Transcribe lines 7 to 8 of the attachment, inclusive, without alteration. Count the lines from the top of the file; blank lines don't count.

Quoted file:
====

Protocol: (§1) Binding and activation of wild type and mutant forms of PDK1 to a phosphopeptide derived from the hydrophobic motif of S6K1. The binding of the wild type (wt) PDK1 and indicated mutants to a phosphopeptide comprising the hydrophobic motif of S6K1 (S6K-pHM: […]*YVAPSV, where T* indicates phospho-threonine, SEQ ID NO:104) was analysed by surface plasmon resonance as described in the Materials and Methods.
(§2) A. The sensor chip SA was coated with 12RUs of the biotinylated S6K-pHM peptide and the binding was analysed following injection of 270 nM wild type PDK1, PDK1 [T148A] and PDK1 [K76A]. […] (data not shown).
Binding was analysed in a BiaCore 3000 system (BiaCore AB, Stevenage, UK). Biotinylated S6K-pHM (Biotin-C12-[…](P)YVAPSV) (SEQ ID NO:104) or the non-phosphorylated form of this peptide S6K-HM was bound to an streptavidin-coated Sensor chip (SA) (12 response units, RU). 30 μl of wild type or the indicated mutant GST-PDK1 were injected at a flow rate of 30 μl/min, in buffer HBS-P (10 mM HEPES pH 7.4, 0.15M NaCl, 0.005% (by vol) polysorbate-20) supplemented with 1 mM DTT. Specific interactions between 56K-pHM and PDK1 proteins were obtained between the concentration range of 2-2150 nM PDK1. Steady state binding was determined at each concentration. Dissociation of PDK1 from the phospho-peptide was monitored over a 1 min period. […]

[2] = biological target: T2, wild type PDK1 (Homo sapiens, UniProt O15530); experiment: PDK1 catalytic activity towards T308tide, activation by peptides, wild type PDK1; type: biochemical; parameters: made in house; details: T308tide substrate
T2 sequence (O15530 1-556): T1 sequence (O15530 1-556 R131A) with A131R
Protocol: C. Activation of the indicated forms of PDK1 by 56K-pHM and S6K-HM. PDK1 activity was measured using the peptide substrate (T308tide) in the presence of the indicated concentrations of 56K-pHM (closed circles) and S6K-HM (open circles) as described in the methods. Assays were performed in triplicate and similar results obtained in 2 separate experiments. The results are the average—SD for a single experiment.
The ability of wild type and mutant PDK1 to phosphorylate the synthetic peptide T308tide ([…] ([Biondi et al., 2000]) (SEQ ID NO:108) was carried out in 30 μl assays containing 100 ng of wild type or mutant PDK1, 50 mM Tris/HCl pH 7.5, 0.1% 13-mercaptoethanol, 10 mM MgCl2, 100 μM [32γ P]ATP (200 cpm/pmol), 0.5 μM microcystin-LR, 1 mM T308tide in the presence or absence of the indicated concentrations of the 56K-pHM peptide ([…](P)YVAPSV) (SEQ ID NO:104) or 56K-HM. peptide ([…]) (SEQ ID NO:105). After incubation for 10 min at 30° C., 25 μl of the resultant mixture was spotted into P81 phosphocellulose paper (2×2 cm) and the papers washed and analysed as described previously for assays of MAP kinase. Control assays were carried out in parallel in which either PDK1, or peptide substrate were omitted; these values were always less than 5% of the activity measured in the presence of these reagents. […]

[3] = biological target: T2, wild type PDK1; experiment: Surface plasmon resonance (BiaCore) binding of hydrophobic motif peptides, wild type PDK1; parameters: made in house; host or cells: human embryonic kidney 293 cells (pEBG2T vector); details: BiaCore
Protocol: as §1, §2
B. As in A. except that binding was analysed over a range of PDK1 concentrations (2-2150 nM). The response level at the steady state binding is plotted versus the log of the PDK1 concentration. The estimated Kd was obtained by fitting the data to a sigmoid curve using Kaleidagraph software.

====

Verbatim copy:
The ability of wild type and mutant PDK1 to phosphorylate the synthetic peptide T308tide ([…] ([Biondi et al., 2000]) (SEQ ID NO:108) was carried out in 30 μl assays containing 100 ng of wild type or mutant PDK1, 50 mM Tris/HCl pH 7.5, 0.1% 13-mercaptoethanol, 10 mM MgCl2, 100 μM [32γ P]ATP (200 cpm/pmol), 0.5 μM microcystin-LR, 1 mM T308tide in the presence or absence of the indicated concentrations of the 56K-pHM peptide ([…](P)YVAPSV) (SEQ ID NO:104) or 56K-HM. peptide ([…]) (SEQ ID NO:105). After incubation for 10 min at 30° C., 25 μl of the resultant mixture was spotted into P81 phosphocellulose paper (2×2 cm) and the papers washed and analysed as described previously for assays of MAP kinase. Control assays were carried out in parallel in which either PDK1, or peptide substrate were omitted; these values were always less than 5% of the activity measured in the presence of these reagents. […]

[3] = biological target: T2, wild type PDK1; experiment: Surface plasmon resonance (BiaCore) binding of hydrophobic motif peptides, wild type PDK1; parameters: made in house; host or cells: human embryonic kidney 293 cells (pEBG2T vector); details: BiaCore